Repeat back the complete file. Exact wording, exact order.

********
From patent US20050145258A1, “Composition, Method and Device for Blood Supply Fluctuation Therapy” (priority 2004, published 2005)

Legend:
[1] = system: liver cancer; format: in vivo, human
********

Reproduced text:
From patent US20050145258A1, “Composition, Method and Device for Blood Supply Fluctuation Therapy” (priority 2004, published 2005)

Legend:
[1] = system: liver cancer; format: in vivo, human